That means stepping up and owning your mistakes. Though life is suffering, Peterson says you’ll never find meaning if you play the victim. Recognizing your role — at least as partial perpetrator — is where the journey begins. It might sound like a depressing perspective, but the point isn’t to focus on your mistakes or shortcommings but to use this recognition to pivot toward the meaning and life you actually desire.
Taking responsibility is a major challenge, but that’s the point. If you set your goals too low, where’s the accomplishment? However, this “phenomena of meaning” also requires being realistic. If your goals are impossible to attain, you’ll never get the reward. Peterson calls this tension a “nuance of order” between accomplishment and challenge (or chaos); this is where meaning will manifest in your life.
Here’s a condensed list of Peterson’s advice on living a meaningful life:
- Decide to be worthwhile. It’s what Peterson calls “a decision of love.”
- Internalize responsibility. Externalizing responsibility will leave you static. “Accept the responsibility for the chaos in your life,” says Peterson, “and then you will paradoxically transcend the chaos.”
- Don’t play the victim. Release your resentment and hatred. Taking responsibility puts positive power in your hands!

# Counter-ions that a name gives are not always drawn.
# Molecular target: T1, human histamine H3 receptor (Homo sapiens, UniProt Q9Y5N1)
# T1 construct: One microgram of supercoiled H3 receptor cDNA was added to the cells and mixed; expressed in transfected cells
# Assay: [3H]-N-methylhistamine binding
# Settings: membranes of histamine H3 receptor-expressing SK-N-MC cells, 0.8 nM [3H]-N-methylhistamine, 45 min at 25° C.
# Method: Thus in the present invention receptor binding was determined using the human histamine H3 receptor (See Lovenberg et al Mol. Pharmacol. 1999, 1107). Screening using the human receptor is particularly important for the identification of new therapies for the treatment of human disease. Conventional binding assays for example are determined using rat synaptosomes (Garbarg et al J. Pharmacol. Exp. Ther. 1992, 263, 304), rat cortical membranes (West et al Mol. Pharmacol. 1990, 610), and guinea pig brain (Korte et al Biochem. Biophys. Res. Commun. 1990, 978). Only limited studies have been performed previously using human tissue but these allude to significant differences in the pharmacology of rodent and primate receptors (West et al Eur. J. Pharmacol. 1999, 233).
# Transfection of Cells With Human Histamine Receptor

- Stop lying. Be honest with yourself and with others without being too harsh.
- Be willing to lose your life in order to find it. Peterson calls this “a massive risk,” but also the most worthwhile.
- Compare yourself with who you were yesterday, not with who someone else is today. Since every individual is unique, it’s impossible to compare yourself with anyone but yourself, says Peterson. Focus on your personal growth.
- Be humble. Improvement starts with acknowledging that you need it!
- Embrace discovery. It might seem paradoxical, but discovering your potential starts with discovering your flaws. “Don’t let what you are stop you from being what you could be,” says Peterson.
- Define your personal hell. Now you can devote your efforts to avoiding it and working towards your ideal life.
- Engage challenges. Peterson says “I want to find out where there’s not enough of me yet.” If you’re looking for meaning, it’s better to be engaged in the solution of a complex problem than to not have a problem at all.
- Make your internal critic work for you. Use your internal critic to identify what changes you want and are able to make. Change can be difficult, but the reward is your full potential. And it’s okay to start small!
- Know your limits. Make vacations a priority, regardless of how much work you have, because the work isn’t going anywhere but you can!
- Calibrate your game. You want to be able to keep playing tomorrow and next month and next year. Don’t make choices that lead to self-hate or exhaustion.
- Take on just the right amount of chaos. You don’t have to fix everything at once. Start by fixing the things you can fix, or at the very least, the things you want to fix.
- Specify success! Make a list of long term and short term goals that you believe will improve your life, so that you can measure and celebrate your progress!